• Lutein and Zeaxanthin may help protect against retinal damage and the onset of cataracts and age-related macular degeneration - Green leafy vegetables such as kale, spinach, turnip greens, romaine lettuce, broccoli, and Brussels sprouts
  • Omega-3 fatty acids may reduce inflammation and therefore protect against cell damage and age-related eye diseases - Salmon, tuna, and other oily fish, walnuts and flaxseed
  • Zinc helps with night vision and cataract prevention – Good sources include kidney beans, beef, seafood, poultry and pumpkin seeds
  • Vitamin C helps support blood vessels in the eye and may reduce the risk of cataracts – Fruit and vegetables like oranges, peaches, strawberries, tomatoes, and red bell peppers
  • Vitamin E protects the eyes from free radicals – Nuts such as peanuts, almonds, sunflower seeds, and hazelnuts


Emotions

In Chinese medicine, the liver is linked to the eye, so it’s no coincidence that when you’ve had an angry outburst or a particularly annoying day you tend to get headaches that creep in behind the eyes. Some people who are especially angry or irritable may notice that they have red eyes. Acupuncture can smooth liver qi to remove stagnation and allow it to flow nicely and evenly again or to rebalance the liver and remove excesses.

De-stressing is important: you may find exercise or a physical activity helps or that a softer approach such as meditation or even getting a massage. Start a hobby, practice mindfulness or just go out for a walk (remembering of course, to drink in your surroundings with your eyes).


Acupressure

There are certain acupressure points on the body that you can do yourself.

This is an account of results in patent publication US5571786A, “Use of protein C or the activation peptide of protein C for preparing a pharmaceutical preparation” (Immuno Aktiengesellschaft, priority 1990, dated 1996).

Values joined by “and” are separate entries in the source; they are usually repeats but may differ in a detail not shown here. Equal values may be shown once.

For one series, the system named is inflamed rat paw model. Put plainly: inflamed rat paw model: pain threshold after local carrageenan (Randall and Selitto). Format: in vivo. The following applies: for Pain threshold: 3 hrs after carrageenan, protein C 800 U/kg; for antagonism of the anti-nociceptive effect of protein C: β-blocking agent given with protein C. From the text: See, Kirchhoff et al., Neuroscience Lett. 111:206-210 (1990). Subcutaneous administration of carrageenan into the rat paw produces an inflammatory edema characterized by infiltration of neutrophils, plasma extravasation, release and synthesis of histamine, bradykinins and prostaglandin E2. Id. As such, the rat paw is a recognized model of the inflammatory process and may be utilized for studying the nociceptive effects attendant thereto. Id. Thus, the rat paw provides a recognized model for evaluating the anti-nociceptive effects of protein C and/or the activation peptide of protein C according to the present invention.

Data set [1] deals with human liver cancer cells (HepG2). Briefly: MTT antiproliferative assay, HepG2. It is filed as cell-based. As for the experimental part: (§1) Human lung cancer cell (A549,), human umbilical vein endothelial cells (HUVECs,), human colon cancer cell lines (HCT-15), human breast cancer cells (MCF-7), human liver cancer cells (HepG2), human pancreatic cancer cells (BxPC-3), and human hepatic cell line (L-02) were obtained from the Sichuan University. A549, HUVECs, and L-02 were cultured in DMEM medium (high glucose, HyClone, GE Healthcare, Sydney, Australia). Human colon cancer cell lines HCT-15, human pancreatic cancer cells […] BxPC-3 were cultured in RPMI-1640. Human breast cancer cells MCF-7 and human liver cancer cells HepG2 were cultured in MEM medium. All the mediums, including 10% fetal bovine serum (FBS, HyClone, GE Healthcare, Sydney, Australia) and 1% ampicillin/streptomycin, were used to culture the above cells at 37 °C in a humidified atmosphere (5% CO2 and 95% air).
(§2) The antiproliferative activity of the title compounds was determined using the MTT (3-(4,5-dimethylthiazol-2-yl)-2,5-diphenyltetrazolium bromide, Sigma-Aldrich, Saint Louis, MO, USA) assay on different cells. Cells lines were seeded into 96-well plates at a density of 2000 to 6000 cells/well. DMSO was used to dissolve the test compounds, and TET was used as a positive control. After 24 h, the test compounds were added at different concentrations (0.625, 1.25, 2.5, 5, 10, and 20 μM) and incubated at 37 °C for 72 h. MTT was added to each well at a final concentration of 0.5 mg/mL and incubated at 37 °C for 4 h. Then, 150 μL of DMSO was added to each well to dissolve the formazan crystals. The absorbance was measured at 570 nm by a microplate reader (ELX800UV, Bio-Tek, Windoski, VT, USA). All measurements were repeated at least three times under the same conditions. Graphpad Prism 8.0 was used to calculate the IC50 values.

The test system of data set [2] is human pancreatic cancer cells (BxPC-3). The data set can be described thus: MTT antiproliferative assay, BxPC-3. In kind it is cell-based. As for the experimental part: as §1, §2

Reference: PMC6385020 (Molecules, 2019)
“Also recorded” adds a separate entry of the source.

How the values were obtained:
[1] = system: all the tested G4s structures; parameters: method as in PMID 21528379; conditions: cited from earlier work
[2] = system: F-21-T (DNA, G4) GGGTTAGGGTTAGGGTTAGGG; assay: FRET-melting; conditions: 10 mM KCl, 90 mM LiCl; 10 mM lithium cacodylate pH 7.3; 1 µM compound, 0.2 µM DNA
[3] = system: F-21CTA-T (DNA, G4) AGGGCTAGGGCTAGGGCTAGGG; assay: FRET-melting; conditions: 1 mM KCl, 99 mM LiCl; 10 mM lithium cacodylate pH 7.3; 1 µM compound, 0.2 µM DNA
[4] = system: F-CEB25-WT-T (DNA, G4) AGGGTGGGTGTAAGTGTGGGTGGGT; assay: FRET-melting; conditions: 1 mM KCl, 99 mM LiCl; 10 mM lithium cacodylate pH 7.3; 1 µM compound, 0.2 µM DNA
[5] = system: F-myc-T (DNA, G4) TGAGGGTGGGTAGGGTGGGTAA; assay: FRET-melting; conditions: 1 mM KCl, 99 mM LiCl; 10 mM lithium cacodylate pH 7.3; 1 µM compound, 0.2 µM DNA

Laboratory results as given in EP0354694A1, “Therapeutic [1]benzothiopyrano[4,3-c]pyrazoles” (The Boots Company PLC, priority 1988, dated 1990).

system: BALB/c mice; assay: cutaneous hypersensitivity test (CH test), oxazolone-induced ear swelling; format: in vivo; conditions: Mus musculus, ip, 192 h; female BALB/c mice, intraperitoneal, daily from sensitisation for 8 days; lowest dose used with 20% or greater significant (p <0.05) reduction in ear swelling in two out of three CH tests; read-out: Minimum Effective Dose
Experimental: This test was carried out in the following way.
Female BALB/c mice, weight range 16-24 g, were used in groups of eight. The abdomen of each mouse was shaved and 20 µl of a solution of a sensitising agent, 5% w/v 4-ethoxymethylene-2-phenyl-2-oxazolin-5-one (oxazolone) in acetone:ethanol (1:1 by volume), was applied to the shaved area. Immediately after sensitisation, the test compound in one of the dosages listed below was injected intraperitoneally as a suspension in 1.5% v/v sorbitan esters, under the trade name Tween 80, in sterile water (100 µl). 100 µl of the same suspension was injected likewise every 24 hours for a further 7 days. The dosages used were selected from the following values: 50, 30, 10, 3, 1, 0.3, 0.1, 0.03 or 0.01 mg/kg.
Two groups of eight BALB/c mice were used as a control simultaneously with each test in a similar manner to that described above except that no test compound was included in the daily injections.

• On the foot: press down on the spot between your big toe and the 2nd toe. Press down and hold, you should feel a slight ache or soreness. Don’t press so hard you leave fingerprint marks.
  • On your hand: locate the spot between your thumb and index finger, it’s the “meatier” part. As with the foot, rub and hold down, making sure you don’t press so hard you leave fingerprint marks.
  • On your face: Using your eyebrows as a guide, locate the area outside the bony rim (so between your eyebrow and your eye) and press gently along from the beginning of your eyebrow to the end.


Wear sunglasses

Protect your eyes from UVA and UVB rays to minimise the risk of macular degeneration and cataracts. Choose sunglasses that offer UV protection, and polarised lenses help reduce the glare, very handy when you’re driving. Sunglasses may be associated with summer months but they should be with you even in the winter if it’s a particularly bright day -there’s a reason skiers wear shades. Not only will you be protecting your eyes, it will stop you from squinting and getting those furrows between your eyebrows.


Get annual checkups